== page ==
The media helps the military cover up the horror of drone strikes

The headline reads “American Drones Winning Air War from Afar.” In this article, Jim Michaels of USA Today (4/18/17) writes that in the Mediterranean country of Libya, a “handful of drones” remotely controlled by soldiers seven thousand miles away in Nevada is able to play a “decisive role in defeating the Islamic State.”

He notes that the “495 airstrikes conducted in the densely packed city of Sirte [were]…literally across the street from friendly forces.” David Deptula, a retired air force general, purported that the drones were the “most precise and effective means of applying force” that “highlight[s] the effectiveness of a remote-controlled operation”.

Mr. Michaels’ article celebrating drones is a continuation of that global power elite’s master narrative of neoliberalism’s politics of hyper-expansion and hyper-militarism. It is a demonstrable example of the unhealthy, anti-democratic and interconnected relationship of government, corporate and media industrial complexes, and the public relations propaganda corporations that orchestrate, spin, and whitewash basic truths about world events. And it disguises distance—humans are not imaginary avatars on video games.

This article negligently omits the true social reality. It speaks nothing of the innocent lives inevitably lost in the bombings of “densely packed” urban areas. It says nothing of the Human Rights Watch report entitled “unacknowledged deaths” that detailed “eight specific incidents where at least 72 Libyan civilians perished as a result of NATO bombing campaigns, a third of which were children.”

It says nothing of the civilian death toll of 380-801 in 2016 alone, due directly to drone usage.

It says nothing of the turmoil set in motion from perpetual war that produces shock waves if disruptions through neighborhoods, the adverse childhood effects that reverberate through generations, or the long-term collateral consequences of environmental degradation from destroyed cities, polluted land, and contaminated aquifers.

And it fails to mention the government and corporate interests that exist in having a geopolitical stronghold on a destabilized foreign “market” engaged in perpetual war.

These omissions are strategic. They purposefully omit these truths because they know that man is not inherently evil. We cannot oppress another person for such trivial reasons as corporate interests, economic expansion, and oil. If we are going to annihilate a people, we need rationalization. So the media indoctrinates us with ideologies such as “value” in battle, “honor” in government, and “patriotism” towards country. This is done until, as Noam Chomsky says, “imperial ambitions”, oppression becomes so psychologically inherited that the oppressor is the victim who is defending himself: defending himself against military threats and military trespassers.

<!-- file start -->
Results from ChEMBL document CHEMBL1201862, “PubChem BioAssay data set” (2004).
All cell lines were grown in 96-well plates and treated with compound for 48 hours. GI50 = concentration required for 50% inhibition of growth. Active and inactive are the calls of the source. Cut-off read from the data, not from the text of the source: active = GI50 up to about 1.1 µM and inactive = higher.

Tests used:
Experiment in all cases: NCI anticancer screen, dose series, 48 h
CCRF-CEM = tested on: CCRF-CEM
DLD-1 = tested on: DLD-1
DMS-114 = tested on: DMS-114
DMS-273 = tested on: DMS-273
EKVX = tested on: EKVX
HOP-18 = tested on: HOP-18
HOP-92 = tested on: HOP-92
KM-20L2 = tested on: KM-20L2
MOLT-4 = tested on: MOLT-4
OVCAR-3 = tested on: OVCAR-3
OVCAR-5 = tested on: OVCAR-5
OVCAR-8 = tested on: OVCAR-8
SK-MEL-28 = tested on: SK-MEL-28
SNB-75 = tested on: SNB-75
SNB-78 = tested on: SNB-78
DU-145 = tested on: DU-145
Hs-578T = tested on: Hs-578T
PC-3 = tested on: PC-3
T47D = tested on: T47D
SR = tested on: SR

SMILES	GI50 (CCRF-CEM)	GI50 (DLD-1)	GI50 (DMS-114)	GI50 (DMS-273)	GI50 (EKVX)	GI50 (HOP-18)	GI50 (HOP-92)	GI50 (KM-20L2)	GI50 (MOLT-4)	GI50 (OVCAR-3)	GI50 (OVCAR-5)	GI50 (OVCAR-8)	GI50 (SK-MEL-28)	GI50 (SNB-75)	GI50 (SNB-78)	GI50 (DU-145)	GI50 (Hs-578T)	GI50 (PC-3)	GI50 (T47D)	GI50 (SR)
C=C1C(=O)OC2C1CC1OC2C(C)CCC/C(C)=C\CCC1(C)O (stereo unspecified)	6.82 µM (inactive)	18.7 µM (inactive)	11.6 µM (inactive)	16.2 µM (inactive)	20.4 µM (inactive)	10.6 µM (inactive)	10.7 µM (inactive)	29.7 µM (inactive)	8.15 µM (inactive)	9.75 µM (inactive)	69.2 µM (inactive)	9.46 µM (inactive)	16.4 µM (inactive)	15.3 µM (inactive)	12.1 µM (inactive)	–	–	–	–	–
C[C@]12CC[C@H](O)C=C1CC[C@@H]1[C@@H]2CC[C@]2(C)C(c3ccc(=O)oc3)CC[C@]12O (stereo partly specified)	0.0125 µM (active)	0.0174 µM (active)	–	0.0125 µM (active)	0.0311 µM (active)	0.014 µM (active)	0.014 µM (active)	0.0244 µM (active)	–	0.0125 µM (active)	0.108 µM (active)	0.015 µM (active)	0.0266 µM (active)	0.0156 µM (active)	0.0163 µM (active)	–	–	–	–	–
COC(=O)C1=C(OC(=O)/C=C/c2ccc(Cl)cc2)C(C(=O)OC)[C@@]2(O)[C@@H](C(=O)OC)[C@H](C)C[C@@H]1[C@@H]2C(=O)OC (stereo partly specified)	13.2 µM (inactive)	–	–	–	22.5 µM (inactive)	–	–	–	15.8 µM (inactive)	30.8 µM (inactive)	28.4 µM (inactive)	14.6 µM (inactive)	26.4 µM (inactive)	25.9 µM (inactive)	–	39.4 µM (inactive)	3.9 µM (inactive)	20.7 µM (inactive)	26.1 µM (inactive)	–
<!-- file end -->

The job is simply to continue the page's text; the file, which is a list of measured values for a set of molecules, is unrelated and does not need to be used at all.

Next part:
In a “language older than words,” Derrick Jensen states that, like “layers of an onion, under the first lie, is another and another and they all make you cry.”

Well, cry! Because this master narrative of manufactured enemies has been force-fed to the masses throughout the course of the history of the United States of America. These manufactured enemies are visible everywhere: it was the Red Russian of the Cold War. It was the Happy Pacifist of the Sixties. It was the Uppity Negroes of the Civil Rights Movement. It was the out-of-place woman in the feminist movement. It was the Thieving Jew. It was the Savage Indian. It was the Drug Dealing, Economically-Destabilizing Hispanic Immigrant. It was the Red Commie Chinese. Blame always lay elsewhere. The enemy was always somebody else.

Jensen states, in his book “Walking on Water,” that, “it is only through the most outrageous violations of our hearts, minds, and bodies that we are inculcated into a system where it can be made to make sense to some part of our twisted and torn psyches to perpetuate a way of being based on the exploitation, incarceration, and elimination of everyone and everything we can get our hands on.”

The current system—political and economic—is broken. It feeds on mechanisms that alienate, divide, and belittle people around the world. We must realize that we are an active constructor of this system, not just a byproduct or a reproducer. We must educate our citizens to read information critically and in multiple formats, to create and advocate mechanisms that question hierarchies of power, systems of stratification, and social norms of injustice. We must become the agents of change and relearn what every child knows instinctively—that when you have to resist violence to win, you have already lost. #TotalSolidarity.

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Ghalil Oliveira is serving a sentence at the Rhode Island ACI.

One response to “The media helps the military cover up the horror of drone strikes”

  1. Greg Gerritt

    Right on.

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